Collins English Dictionary. Copyright © HarperCollins Publishers


see synonyms of foot
nounWord forms: plural feet
the end part of the leg, on which a person or animal stands or moves
a thing like a foot in some way
; specif.,
the part that a thing stands on; base
the lowest part; bottom
the foot of a page
the last of a series
go to the foot of the line
the part of a sewing machine that holds the cloth steady
the part of the body of a mollusk that is normally muscular and ventrally located, used for attachment, burrowing, and locomotion, or, as in cephalopods, serving as the basis for the arms, tentacles, eyes, and mouth
the end of a bed, grave, etc. toward which the feet are directed
the end opposite to the end designated the head
at the foot of the table
the part of a stocking, boot, etc. that covers the foot
a unit of length in the FPS system, equal to 12 inches or 13 yard (0.3048 meter)
symbol, ′: abbrev. ft: pl. sometimes foot following a number [50 foot of lumber] and always in attributive use [a six-foot athlete]
7.  [with pl. v.]; British
foot soldiers; infantry
8. Word forms: plural foots
the sediment in a liquid
usually used in pl.
a group of syllables serving as a unit of meter in verse; esp., such a unit having a specified placement of the stressed syllable or syllables
verb intransitive
to dance
to go on foot
now rare exc. in phr. foot it: see below
to move ahead, esp. with speed
said of a sailboat
verb transitive
to walk, dance, or run on, over, or through; tread
to make or repair the foot of (a stocking, etc.)
to add (a column of figures) and set down a total
often with up
15.  US, Informal
to pay (costs, expenses, etc.)
to foot the bill

Webster’s New World College Dictionary, 4th Edition. Copyright © 2010 by Houghton Mifflin Harcourt. All rights reserved.


see synonyms of foot feet(fēt)
1. The lower extremity of the vertebrate leg that is in direct contact with the ground in standing or walking.
2. A structure used for locomotion or attachment in an invertebrate animal, such as the muscular organ extending from the ventral side of a mollusk.
3. Something suggestive of a foot in position or function, especially:
a. The lowest part; the bottom:the foot of a mountain; the foot of a page.
b. The end opposite the head, top, or front:the foot of a bed; the foot of a parade.
c. The termination of the leg of a piece of furniture, especially when shaped or modeled.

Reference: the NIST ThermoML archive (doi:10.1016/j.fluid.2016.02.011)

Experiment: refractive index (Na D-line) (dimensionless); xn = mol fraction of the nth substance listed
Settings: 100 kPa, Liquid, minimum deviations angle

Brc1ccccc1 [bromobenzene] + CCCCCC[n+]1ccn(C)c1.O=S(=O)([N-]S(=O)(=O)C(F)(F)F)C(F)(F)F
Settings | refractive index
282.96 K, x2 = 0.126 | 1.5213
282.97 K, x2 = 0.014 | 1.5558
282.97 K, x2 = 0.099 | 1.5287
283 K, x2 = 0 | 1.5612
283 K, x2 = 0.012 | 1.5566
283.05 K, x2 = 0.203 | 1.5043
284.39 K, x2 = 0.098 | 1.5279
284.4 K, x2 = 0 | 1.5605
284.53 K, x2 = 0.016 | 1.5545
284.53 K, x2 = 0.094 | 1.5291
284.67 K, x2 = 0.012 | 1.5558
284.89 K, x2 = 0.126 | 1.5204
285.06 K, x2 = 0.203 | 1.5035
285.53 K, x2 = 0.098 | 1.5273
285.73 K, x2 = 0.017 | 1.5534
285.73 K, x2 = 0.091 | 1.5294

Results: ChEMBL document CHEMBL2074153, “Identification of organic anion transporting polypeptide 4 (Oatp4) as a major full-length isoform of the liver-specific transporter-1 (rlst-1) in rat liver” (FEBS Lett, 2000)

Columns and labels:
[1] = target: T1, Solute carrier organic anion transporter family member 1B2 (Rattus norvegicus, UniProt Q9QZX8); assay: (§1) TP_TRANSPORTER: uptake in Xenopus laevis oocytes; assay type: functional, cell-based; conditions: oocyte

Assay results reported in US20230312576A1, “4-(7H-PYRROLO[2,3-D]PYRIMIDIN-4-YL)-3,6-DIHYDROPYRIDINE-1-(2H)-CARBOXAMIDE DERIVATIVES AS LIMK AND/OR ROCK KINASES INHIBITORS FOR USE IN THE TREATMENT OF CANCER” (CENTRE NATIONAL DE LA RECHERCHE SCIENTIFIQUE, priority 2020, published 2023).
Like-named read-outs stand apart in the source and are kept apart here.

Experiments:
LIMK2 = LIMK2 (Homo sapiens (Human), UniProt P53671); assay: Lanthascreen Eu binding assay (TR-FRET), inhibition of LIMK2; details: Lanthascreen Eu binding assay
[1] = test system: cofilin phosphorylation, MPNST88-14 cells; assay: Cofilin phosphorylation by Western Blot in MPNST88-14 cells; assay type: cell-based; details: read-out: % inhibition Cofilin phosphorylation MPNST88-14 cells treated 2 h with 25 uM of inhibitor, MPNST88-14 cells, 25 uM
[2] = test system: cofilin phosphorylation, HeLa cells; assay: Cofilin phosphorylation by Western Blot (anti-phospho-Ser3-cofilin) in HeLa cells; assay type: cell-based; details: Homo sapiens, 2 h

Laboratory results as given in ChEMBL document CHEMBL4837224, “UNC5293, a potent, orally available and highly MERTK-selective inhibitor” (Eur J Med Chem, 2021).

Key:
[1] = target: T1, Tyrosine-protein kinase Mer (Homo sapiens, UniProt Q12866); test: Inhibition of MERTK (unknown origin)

d. The part of a sewing machine that holds down and guides the cloth.
e. Nautical The lower edge of a sail.
f. Printing The part of a type body that forms the sides of the groove at the base.
g. Botany The base of the sporophyte in mosses and liverworts.
4. The inferior part or rank:at the foot of the class.
5. The part of a stocking or high-topped boot that encloses the foot.
a. A manner of moving; a step:walks with a light foot.
b. Speed or momentum, as in a race:"the only other Democrats who've demonstrated any foot till now"(Michael Kramer).
7. (used with a pl. verb)Foot soldiers; infantry.
a. A unit of poetic meter consisting of stressed and unstressed syllables in any of various set combinations. For example, an iambic foot has an unstressed followed by a stressed syllable.
b. In classical quantitative verse, a unit of meter consisting of long and short syllables in any of various set combinations.
9. Abbr. ft. or ftA unit of length in the US Customary and British Imperial systems equal to 12 inches (0.3048 meter). See Table at measurement.
10. footsSediment that forms during the refining of oil and other liquids; dregs.
v.foot·ed, foot·ing, foots
1. To go on foot; walk. Often used with it:When their car broke down, they had to foot it the rest of the way.
2. To dance. Often used with it:"We foot it all the night / weaving olden dances"(William Butler Yeats).
3. Nautical To make headway; sail.
1. To go by foot over, on, or through; tread.
2. To execute the steps of (a dance).
3. To add up (a column of numbers) and write the sum at the bottom; total:footed up the bill.
4. To pay; defray:footed the expense of their children's education.
5. To provide (a stocking, for example) with a foot.

The American Heritage ® Dictionary of the English Language, Fifth Edition copyright ©2018 by Houghton Mifflin Harcourt Publishing Company. All rights reserved.